Our Objective

Malaria infection during pregnancy poses significant risks to both the mother and her unborn child, particularly for primi- and secundi-gravidae and those who are HIV-infected, due to altered or suppressed immune responses. The level of immunity is influenced by pre-pregnancy immunity status, which in turn is determined by malaria transmission levels in the area.

To address this public health challenge, the Ministry of Health (MOH) has established policies and strategies focused on malaria prevention during pregnancy, including:

  • Intermittent preventive treatment with Sulfadoxine-Pyrimethamine (IPTp-SP)
  • Distribution of Long-Lasting Insecticidal Nets (LLINs)
  • Effective case management
  • Education and communication initiatives.

Encouraging pregnant women to sleep under LLINs and initiate IPTp-SP regimen early in the second trimester is crucial for preventing the adverse effects of malaria. Initiating malaria prevention efforts between 13 and 20 weeks of pregnancy is particularly important, as this is when the placenta is forming and parasite densities are highest, according to recommendations from the World Health Organization (WHO) and partners. Early intervention during this critical period can help prevent irreversible negative consequences associated with malaria infection during pregnancy.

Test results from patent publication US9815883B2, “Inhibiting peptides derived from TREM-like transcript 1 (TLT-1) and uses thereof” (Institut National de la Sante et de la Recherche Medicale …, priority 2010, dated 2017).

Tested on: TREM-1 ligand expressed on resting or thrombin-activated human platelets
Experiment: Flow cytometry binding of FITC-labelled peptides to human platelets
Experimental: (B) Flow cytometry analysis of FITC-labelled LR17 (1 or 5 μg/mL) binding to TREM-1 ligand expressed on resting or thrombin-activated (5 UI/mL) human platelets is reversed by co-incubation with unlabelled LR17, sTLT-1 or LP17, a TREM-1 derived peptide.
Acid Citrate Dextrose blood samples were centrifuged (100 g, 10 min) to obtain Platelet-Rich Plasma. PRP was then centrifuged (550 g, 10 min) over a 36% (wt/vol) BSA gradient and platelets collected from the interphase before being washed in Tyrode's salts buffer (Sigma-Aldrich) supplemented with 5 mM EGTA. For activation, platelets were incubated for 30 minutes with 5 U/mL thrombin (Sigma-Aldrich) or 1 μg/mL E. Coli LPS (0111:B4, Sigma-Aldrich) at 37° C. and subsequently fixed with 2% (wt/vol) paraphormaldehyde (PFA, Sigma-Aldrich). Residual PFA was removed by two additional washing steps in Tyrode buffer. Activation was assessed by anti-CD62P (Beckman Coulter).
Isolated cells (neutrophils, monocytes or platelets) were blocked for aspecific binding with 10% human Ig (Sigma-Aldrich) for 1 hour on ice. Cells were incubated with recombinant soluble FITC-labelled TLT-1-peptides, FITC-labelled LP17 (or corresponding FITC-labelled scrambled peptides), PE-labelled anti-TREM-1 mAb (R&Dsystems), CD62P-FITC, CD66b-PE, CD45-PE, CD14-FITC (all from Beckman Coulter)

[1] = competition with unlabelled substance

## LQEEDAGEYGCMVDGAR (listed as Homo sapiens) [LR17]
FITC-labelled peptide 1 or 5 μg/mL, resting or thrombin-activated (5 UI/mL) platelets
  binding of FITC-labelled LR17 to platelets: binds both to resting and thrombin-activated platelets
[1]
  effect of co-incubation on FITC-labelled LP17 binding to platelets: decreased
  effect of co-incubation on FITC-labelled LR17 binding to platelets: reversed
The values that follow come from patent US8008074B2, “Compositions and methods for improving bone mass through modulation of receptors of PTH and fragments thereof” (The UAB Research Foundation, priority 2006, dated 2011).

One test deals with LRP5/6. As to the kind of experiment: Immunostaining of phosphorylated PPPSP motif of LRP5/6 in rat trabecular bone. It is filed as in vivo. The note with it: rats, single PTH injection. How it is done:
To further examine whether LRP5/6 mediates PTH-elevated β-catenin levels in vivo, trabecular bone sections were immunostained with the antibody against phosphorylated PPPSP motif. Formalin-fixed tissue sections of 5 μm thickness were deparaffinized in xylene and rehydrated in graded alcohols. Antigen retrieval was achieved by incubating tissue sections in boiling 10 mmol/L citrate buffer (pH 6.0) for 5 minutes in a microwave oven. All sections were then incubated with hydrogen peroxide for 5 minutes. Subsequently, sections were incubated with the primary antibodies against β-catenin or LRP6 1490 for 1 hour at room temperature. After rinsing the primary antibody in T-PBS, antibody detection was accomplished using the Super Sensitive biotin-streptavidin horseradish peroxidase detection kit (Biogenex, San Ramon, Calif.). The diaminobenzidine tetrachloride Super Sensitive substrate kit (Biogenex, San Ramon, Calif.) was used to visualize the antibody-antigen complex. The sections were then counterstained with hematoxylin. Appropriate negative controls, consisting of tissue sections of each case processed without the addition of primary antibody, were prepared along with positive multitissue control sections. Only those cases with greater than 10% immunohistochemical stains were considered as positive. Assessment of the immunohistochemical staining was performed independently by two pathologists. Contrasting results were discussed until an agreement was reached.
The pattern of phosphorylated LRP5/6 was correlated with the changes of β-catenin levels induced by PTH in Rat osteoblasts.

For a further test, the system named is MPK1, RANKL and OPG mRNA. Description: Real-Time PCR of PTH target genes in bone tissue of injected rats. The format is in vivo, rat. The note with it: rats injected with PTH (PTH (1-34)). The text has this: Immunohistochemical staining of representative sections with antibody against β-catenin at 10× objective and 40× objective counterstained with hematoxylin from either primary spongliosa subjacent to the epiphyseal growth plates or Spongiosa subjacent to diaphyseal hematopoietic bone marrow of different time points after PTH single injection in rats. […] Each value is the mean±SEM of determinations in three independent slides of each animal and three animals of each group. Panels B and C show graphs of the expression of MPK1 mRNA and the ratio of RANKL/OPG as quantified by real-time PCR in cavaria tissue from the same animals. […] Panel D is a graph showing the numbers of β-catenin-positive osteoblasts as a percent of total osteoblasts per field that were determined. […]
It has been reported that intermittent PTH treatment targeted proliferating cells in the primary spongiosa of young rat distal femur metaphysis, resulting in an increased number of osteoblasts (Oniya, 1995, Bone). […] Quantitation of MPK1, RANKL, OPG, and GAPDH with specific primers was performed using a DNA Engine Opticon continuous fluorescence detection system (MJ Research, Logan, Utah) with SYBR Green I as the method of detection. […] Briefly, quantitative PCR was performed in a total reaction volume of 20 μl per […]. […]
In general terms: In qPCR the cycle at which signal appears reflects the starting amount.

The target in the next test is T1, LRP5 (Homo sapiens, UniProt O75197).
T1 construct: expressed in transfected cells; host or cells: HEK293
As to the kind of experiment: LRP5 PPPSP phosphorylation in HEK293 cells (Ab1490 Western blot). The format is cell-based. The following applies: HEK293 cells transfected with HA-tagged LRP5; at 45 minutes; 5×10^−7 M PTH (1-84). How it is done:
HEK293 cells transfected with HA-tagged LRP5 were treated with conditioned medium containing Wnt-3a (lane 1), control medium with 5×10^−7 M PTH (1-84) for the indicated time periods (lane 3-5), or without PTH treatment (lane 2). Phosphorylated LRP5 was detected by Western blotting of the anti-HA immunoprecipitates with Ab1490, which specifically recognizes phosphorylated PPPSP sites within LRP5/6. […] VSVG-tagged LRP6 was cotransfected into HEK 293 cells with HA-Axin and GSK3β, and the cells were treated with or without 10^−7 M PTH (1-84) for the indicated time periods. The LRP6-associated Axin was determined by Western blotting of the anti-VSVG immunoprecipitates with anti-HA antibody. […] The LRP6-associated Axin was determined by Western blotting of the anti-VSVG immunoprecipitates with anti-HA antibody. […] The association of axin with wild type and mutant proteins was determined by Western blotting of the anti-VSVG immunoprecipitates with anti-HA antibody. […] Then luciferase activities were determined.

Organization of Service Delivery

Malaria in Pregnancy is one of the interventions under malaria prevention unit. The subunit has one national officer who doubles as the program officer and the focal point. At the national level there is collaboration between Reproductive Health unit and DNMP in planning and coordination of the various activities. The Reproductive Health unit is the chair of the MIPCOE while DNMP is the secretariat. At the county level the Reproductive Health Coordinators works closely with the County Malaria Control Coordinators to ensure malaria control activities are implemented.

KMS Strategies

• Provide IPTp-SP at the ANC in targeted areas.
• Engage CHVs to identify IPTp missed opportunities for referral to ANC in targeted areas.

Main Activities Carried Out

• Revision of Posters and Job aids.
• Orientation of HCWs and CHVs on MIP.

Achievement (Key Successes)

• MIP has been successfully implemented in Lake endemic zone.
• Capacity building of CHWs (Mentors) &CHVs at sub-county level in Lake endemic zone.